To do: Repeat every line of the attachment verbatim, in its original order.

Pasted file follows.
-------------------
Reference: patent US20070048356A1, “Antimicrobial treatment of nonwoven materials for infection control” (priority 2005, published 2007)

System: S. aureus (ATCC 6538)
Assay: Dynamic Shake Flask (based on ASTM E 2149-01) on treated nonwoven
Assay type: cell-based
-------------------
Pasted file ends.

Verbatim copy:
Reference: patent US20070048356A1, “Antimicrobial treatment of nonwoven materials for infection control” (priority 2005, published 2007)

System: S. aureus (ATCC 6538)
Assay: Dynamic Shake Flask (based on ASTM E 2149-01) on treated nonwoven
Assay type: cell-based